f. Let people “save face.” If you have an idea you want someone to accept, let him think the idea is his.
g. Use encouragement. Make the other person’s fault seem easy to correct.
h. If you are wrong, admit it quickly and emphatically.
i. In marriage, don’t nag, try to make your partner over, or criticize them, and be courteous; finally, read a good book on the sexual side of marriage.†
2. Give honest, sincere appreciation.
a. Begin with praise and honest appreciation.
b. Become genuinely interested in others.
c. Try to see things from their point of view.
e. “Remember that a man’s name is to him the sweetest and most important sound in any language.”
f. Be a good listener by letting others do a good deal of the talking, whether about themselves or their interests.
g. Make the other person feel important—and do it sincerely by avoiding flattery. Praise people as much as possible, and if you’re trying to change someone, praise even slight improvements. “Be hearty in your approbations and lavish in your praise.”
3. Arouse in the other person an eager want.
a. Begin by communicating in a friendly manner with them.
b. Start with questions to which the other person will answer yes.
c. Talk in terms of the other person’s interests.
d. Let the other person feel the idea is his or hers.
e. Be sympathetic with the other person's ideas and desires.
f. Appeal to “nobler motives.” Provide an example in your own behavior.
g. Dramatize your ideas.
h. If you are trying to win someone to your way of thinking, as a last resort, throw down a challenge (the “I bet you can’t do it” approach).
i. Give the other person a fine reputation to live up to and emulate.
j. Make the other person happy about doing what you suggest.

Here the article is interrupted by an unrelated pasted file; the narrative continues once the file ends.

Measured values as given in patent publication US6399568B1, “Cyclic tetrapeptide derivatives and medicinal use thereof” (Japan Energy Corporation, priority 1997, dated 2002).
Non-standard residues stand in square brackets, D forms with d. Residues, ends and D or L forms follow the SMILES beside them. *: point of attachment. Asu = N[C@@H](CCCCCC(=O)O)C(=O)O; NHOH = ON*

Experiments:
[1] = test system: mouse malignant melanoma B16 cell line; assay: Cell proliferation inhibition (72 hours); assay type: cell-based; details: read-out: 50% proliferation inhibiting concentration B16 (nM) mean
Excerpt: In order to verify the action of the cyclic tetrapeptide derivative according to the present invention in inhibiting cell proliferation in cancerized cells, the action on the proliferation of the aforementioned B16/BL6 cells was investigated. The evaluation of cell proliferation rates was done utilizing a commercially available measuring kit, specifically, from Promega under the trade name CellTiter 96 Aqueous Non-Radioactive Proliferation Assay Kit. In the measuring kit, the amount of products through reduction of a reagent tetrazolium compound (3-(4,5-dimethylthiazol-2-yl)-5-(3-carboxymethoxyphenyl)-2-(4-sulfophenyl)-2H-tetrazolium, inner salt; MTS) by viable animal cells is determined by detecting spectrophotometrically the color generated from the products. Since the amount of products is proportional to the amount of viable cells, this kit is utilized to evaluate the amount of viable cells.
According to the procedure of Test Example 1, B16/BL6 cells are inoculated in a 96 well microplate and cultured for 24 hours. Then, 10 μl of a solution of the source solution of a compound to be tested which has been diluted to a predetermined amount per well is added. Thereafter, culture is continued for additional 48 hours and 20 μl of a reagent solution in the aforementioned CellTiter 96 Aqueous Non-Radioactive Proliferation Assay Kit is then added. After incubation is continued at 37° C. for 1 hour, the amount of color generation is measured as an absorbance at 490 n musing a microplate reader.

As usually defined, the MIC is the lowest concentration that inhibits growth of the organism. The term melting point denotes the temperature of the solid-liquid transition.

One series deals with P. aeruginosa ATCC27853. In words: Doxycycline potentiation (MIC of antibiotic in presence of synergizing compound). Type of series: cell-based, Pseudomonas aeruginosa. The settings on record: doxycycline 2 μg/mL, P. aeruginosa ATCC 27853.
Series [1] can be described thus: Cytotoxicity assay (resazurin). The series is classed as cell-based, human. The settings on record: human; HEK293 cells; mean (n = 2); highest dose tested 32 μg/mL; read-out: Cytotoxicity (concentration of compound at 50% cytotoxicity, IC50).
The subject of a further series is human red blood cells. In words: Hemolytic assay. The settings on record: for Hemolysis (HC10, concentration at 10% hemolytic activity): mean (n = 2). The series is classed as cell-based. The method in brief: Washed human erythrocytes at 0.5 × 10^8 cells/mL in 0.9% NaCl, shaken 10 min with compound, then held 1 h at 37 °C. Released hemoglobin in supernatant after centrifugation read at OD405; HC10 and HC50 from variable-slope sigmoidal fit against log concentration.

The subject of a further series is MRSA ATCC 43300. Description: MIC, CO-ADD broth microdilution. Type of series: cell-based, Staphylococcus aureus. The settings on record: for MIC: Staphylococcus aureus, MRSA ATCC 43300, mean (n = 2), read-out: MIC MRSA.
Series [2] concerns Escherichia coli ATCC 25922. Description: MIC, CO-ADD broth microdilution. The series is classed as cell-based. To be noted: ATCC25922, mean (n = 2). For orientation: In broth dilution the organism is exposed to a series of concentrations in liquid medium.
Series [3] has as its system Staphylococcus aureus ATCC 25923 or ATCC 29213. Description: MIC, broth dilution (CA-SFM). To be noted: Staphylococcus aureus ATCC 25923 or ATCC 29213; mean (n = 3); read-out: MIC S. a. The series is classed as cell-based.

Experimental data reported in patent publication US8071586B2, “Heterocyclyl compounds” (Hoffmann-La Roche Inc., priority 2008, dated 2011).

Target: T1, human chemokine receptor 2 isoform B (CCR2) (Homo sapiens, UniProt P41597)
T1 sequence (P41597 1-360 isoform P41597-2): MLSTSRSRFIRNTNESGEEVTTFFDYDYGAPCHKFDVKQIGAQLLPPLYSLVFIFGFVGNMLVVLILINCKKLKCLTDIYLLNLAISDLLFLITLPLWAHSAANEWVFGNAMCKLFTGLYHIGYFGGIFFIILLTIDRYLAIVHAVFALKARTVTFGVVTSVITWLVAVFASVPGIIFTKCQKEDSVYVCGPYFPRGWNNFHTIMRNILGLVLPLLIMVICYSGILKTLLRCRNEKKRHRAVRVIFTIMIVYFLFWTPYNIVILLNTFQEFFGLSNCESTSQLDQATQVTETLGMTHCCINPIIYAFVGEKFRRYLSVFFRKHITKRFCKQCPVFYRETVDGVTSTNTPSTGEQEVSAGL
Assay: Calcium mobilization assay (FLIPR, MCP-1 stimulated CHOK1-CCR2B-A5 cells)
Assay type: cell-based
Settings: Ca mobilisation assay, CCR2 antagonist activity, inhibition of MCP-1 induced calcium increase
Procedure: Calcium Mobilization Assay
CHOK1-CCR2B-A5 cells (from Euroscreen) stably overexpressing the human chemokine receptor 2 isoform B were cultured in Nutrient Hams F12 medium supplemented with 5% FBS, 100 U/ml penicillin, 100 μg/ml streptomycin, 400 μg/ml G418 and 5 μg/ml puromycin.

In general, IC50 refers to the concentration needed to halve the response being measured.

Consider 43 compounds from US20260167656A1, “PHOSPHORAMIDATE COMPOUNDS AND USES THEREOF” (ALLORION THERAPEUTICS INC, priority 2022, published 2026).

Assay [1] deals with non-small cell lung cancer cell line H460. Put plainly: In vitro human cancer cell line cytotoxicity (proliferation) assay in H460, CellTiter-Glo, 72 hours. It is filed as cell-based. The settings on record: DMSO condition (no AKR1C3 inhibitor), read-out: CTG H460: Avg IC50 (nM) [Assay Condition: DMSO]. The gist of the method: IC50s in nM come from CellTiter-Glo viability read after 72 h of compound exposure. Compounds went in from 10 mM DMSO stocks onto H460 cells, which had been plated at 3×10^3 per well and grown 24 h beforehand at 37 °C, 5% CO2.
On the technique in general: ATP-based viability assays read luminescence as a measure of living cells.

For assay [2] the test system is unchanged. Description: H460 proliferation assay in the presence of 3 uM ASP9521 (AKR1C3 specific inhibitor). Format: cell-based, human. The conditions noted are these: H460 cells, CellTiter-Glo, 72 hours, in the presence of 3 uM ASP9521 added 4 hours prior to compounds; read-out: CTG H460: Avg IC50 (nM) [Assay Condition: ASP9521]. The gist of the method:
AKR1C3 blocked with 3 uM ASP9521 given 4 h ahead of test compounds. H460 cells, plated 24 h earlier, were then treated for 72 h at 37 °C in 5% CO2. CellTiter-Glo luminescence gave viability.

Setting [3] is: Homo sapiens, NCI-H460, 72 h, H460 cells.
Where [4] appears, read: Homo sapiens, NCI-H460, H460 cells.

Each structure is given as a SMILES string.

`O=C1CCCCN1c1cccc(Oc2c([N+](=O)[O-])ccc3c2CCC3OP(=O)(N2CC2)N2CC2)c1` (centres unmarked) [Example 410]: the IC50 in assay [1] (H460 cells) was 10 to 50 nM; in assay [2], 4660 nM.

The first edition of the book broke into print in 1936. It contained an introduction by Lowell Thomas and a dedication to Carnegie’s friend Homer Cory, who hailed from Carnegie's hometown, was a journalist working in New York, and who had inspired Carnegie's ambitions as a writer. Shimkin presented copies to the new graduates of Carnegie's course who then loaned it to their friends giving rise to thousands of new orders. Shimkin also purchased full-page ads in the New York Times. Very rapidly, the book achieved sales of 5,000 copies a week and made The New York Times bestsellers list.
Carnegie was stunned at the huge success of the book. It led to him writing a newspaper column. Additionally, the book’s huge sales increased the turnout at his course program. The Dale Carnegie Courses were eventually conducted in ninety different countries. Over the years more than eight million people have completed the fourteen-week course, many of whom (including celebrities) acclaiming it and offering uncompensated testimonials.
All of this resulted because we often forget to remember the other person’s point of view!
*Over fifty million copies were eventually printed and sold in thirty-eight languages.
† An excellent starting point would be, Everything You Always Wanted to Know About Sex* (*But Were Afraid to Ask).